Goldenrod for Fall Color
Adams County Master Gardener
My new favorite flower is goldenrod. Although I must tell you—whatever the
season, I always choose a new favorite! While I was looking for some information on goldenrod, I found the interesting fact that there are between 62 and 69 species in our
area (Northeastern and North Central North America). Identification can be difficult, but one thing all goldenrods have in common is their color—bright yellow. Their
differences can include different shaped leaves, hairy or smooth stems or leaves, configuration of flower stems, and the number of rays in each blossom, which are massed in
Goldenrods can range from 1 to 7 feet tall, depending on weather and location. There is even an Alpine Goldenrod from 2 to 12 inches tall.
This appears only in alpine summits of New England and New York. There is also a Bog Goldenrod that appears in swamps, bogs, and wet meadows; and there is a Seaside Goldenrod
found in salt marshes, dunes, and beaches. I only mention these to show that goldenrod has many adaptations and can be found most anywhere. Now that the technical stuff is
out of the way just enjoy the beauty of the many goldenrods in central and southern Pennsylvania.
It is still possible to drive along country roads and farm lanes and enjoy the scenery—and even stop your car to take pictures. Walking is
even better since you will have plenty of time to observe how many species of goldenrods grow in the same fields or hedgerows. At this time of the year one of the most common
sights will be fields filled with goldenrod and asters. Asters come in many colors, ranging from white, through blue to dark purple. So if you see a field without an
agricultural crop, or the edges of a field that hasn’t been mowed, these are the flowers you will be seeing from late August through October. Take a dirt road and drive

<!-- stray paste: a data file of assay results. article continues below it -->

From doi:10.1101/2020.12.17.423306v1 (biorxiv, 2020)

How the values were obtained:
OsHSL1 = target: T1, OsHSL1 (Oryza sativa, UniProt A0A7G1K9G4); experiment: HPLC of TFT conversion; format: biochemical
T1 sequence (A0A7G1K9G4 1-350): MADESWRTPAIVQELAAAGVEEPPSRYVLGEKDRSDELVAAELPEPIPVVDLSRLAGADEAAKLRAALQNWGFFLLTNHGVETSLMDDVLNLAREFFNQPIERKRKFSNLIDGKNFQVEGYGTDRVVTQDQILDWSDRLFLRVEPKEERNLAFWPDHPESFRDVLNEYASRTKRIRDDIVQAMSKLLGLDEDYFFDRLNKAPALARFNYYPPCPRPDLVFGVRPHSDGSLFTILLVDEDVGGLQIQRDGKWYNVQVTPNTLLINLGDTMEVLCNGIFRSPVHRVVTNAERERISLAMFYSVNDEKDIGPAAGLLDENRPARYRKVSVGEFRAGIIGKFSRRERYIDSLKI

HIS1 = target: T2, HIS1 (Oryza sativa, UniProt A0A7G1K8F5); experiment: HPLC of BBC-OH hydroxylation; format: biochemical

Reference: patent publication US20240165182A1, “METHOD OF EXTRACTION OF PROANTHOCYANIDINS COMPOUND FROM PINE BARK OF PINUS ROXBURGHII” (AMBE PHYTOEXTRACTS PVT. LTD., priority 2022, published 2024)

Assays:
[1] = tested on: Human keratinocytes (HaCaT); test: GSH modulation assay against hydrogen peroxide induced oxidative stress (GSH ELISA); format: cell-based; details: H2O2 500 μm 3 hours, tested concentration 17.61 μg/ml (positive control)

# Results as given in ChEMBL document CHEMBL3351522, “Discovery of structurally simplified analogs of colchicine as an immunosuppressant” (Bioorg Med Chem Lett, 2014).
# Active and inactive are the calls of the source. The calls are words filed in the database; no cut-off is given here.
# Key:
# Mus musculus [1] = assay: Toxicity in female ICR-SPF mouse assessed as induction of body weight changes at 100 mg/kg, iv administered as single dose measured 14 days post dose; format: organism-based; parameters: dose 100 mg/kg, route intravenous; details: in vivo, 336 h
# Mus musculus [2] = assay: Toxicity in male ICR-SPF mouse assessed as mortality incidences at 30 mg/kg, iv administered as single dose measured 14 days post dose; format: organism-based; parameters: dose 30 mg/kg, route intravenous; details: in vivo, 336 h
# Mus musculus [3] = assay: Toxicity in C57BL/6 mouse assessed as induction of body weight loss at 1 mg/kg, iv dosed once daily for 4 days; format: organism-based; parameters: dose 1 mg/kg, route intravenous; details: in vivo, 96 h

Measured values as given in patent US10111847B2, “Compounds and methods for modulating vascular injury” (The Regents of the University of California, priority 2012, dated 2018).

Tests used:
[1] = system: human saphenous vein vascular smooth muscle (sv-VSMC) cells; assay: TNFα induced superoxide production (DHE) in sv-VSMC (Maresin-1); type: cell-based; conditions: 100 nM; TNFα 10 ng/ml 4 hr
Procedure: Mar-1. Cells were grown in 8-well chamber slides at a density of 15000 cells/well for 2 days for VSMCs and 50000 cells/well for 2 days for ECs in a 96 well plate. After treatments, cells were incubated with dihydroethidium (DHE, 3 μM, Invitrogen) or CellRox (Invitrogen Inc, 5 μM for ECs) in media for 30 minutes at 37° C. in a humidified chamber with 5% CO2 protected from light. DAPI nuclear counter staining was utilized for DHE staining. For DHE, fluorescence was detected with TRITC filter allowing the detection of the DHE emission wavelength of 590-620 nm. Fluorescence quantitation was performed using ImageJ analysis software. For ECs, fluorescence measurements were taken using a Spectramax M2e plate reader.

slowly and stop often to take in the beauty of Pennsylvania’s flowers.
Until I found goldenrod in this book (Peterson Field Guide—A Field Guide to Wildflowers by Roger Tory Peterson and Margaret MeKenny) I was
quite proud that I had found (bought, not dug up) and planted 5 different species of goldenrod. One of my favorites is Solidago rigida or Hard-Leaved Goldenrod. It grows
between 5 and 6 feet tall, starts blooming in early September and now, at the end of September has finished blooming. The flower clusters are flat-topped and very showy.
I have another goldenrod—Zigzag or Broad-leaved Goldenrod; it is the stem that is zigzag, with the flower clusters in the angles and at the
top of the stem. The leaves are broad and a lighter green than most goldenrods. It should bloom into October.
Blue-stemmed Goldenrod is new to me this year. It grows 1 to 3 feet tall and likes shade. It is found in woodlands and thickets. And the stem
is smooth and bluish or purplish with its flowers well-spaced in the axils of the smooth slender leaves.
The last important thing about goldenrod is the fact that it attracts all pollinating insects. There have been wasps, bees, flower flies,
ermine moths, monarch butterflies on my goldenrods, especially Solidago rigida. Many times all these insects have been feeding and pollinating at the same time. Plant
goldenrod; it will reward you in many ways. One last thought—goldenrod does not cause hay fever, ragweed does and ragweed is not a pretty plant.
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